Your source for CHS news


Your source for CHS news


Your source for CHS news


Participation in uncommon winter sports leads to challenges

Chase Thorpe
Grace Nie practices figure skating to prepare for her upcoming events. Nie said skating is costly and hard to find ice rinks.

When sophomore Grace Nie started figure skating, she fell in love with the sport.

I started (figure skating) when I was in second grade, when I was 8, and I just really fell in love with the sport, and I just like doing it.” 

However, Nie said that there are a lot of challenges to competing in a winter sport such as figure skating, including high participation costs.

“(Figure skating) is a really expensive sport, and as you get to a higher level, you have to buy your blades and boots separately, and each of them can cost up to $500 dollars or more depending on your level. In addition there is a lack of accessibility as you have to go to an ice rink, and there aren’t a lot of ice rinks.” 

Nie is not alone. According to Money, Olympic figure skating is one of the most expensive sports to compete in, with costs upwards from $35,000 annually. 

Kris May, the 1991 Women’s Speed-Skating National Champion said via email that participating in winter sports can be very expensive. 

“I would not have been able to participate without sponsorship. It was difficult, but I worked very hard to gain sponsorship from a local conglomerate of companies led by frontier trucking, and then was able to secure sponsorship from the Indiana sports corporation. Once I had succeeded in several competitions. I also worked at Wendy’s on the fast food line when I first moved to Boulder, Colorado for summer training with my first coach, in order to support myself and stay there.” 

Nie said she faces challenges balancing figure skating into her schedule, and practicing off the ice. 

“The biggest (challenge) is that my practices are all in the morning during the school days, so I skate from 6 to 8 before school, so I have to make sure that I manage my time to sleep at a reasonable time. There are a lot of things that I cannot practice while I am off the ice, so you have to get creative and come up with ways to train outside the ice, while sports like basketball, you can get a net and practice on your own. For figure skating you have to do different exercises that might not translate to what you do on ice.” 

May also said that she faced accessibility issues when practicing speed-skating. 

“When I first started, there was only two practice times a week. Therefore I had to do what’s called dry skating, and or training on a slide board. That is now a popular exercise piece of equipment, but at the time was really only used by speed skaters. Obviously I had to move if I wanted to compete in outdoor speedskating as there were no are very few indoor long tracks at the time. I spent a lot of time in Butte, Montana, Calgary, Canada, and Boulder, Colorado.”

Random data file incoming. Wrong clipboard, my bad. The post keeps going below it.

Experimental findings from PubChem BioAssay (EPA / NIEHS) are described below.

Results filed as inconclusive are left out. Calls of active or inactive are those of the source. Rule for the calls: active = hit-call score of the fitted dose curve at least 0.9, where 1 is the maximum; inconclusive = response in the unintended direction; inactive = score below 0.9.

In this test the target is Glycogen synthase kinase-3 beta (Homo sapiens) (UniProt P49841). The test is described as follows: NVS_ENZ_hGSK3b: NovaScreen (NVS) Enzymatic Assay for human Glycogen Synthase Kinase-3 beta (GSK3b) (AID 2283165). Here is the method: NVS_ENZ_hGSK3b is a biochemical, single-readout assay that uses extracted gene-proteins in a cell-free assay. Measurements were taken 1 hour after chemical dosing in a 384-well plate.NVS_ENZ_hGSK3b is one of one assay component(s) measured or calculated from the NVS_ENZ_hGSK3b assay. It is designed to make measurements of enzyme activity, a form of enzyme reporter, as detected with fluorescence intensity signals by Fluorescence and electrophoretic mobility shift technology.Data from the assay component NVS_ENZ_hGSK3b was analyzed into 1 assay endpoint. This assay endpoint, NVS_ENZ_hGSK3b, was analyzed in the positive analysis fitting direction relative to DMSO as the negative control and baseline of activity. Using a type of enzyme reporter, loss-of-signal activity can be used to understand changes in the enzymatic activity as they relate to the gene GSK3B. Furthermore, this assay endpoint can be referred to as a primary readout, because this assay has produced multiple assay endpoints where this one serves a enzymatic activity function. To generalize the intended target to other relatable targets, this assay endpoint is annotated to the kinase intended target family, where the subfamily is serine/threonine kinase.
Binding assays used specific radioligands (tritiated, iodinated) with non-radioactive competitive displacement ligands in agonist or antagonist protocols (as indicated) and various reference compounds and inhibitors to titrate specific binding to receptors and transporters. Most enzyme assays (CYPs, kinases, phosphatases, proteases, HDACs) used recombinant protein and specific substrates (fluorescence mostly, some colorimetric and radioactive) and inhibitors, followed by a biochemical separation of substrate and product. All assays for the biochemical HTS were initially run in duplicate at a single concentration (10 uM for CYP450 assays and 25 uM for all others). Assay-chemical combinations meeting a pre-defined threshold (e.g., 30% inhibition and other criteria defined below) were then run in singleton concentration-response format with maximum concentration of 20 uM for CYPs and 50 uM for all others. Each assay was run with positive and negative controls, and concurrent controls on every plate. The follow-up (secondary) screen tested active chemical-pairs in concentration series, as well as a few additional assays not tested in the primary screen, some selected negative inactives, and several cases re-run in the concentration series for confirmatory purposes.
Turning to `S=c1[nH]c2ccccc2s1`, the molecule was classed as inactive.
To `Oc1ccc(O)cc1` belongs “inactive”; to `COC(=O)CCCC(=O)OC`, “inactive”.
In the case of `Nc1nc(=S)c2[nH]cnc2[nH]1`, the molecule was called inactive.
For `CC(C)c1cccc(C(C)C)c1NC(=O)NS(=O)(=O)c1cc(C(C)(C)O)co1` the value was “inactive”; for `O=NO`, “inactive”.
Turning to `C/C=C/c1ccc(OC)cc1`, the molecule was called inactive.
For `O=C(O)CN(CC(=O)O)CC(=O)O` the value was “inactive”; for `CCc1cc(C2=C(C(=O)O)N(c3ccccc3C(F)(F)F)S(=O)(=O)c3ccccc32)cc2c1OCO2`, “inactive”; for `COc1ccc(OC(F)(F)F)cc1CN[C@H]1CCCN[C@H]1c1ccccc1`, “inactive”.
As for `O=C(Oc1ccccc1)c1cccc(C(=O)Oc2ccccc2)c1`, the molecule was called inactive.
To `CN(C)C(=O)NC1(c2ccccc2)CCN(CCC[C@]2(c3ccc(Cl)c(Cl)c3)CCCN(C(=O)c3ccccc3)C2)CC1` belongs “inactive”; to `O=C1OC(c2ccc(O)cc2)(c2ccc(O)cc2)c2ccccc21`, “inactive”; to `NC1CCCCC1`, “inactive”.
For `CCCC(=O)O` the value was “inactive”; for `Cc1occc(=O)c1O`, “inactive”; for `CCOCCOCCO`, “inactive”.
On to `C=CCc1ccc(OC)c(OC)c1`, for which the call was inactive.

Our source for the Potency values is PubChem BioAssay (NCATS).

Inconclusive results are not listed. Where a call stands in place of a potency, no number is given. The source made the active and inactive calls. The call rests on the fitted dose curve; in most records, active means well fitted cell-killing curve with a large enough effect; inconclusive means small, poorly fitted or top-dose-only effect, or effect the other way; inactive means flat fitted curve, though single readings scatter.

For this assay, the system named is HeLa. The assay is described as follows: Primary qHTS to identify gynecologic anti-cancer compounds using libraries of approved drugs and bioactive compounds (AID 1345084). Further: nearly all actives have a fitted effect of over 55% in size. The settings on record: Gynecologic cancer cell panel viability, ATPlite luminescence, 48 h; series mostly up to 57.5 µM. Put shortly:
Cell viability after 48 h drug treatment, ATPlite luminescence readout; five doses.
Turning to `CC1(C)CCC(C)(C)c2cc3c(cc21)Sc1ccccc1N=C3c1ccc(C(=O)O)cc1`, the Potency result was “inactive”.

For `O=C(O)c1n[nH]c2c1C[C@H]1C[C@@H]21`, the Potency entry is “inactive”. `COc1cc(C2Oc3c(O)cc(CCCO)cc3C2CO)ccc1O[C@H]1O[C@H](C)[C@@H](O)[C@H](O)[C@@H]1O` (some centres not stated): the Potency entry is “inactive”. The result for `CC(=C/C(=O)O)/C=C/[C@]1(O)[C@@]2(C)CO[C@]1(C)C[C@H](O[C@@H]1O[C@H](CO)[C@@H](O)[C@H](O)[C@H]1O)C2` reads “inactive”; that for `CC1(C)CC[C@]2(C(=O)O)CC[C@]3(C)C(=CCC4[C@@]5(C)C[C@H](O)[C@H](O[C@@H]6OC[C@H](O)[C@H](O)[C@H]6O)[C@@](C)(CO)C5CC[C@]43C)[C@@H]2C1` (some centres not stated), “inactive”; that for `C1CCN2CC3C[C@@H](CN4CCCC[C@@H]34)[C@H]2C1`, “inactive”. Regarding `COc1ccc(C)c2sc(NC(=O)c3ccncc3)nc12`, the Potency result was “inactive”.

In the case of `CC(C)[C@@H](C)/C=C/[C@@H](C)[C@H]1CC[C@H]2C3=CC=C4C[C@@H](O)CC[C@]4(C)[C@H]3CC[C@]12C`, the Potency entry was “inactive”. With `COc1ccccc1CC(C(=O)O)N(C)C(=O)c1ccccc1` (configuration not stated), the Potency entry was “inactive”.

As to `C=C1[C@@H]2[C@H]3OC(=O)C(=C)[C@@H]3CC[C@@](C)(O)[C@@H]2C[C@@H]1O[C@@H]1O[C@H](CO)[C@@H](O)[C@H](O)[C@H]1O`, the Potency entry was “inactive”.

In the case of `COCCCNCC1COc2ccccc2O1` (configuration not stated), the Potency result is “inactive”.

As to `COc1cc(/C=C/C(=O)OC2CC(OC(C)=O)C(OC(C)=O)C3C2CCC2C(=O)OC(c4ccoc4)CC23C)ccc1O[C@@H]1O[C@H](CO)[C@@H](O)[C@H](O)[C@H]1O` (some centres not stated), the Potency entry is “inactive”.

Sophie Ramos, sophomore hockey player and former figure skater, said that figure skating has less opportunities compared to other sports such as hockey. 

“For hockey (compared to figure skating), there are a lot more opportunities to (play for) a college team, and there are a lot more team programs, and at the (skating) rink, there are more things dedicated to hockey to get young kids involved in the sport, while in figure skating, there is less funding and less coaches.” 

In addition, Nie said that figure skating has a limited number of resources and coaches. 

“(Coaching) is a factor as well for the accessibility challenges with figure skating. Since figure skating is a dying sport, all the coaches and judges at competitions are old, and that can influence (the amount of coaches), since there is a dwindling number of coaches.” 

Nie said that the technical aspect of figure skating makes figure skating less common. 

“I think that more people need to be interested in figure skating (for it to be more common). Currently there is a lot of focus on the jumps and the technical aspects of it, and as a (someone watching) you don’t really understand what the difference in the difficulty levels is, while if they focus on making (figure skating) more interesting and accessible to the public, like building more ice rinks.” 

Caroline Just
Leave a Comment
Donate to HiLite
Our Goal

Comments (0)

All HiLite Picks Reader Picks Sort: Newest

Your email address will not be published. Required fields are marked *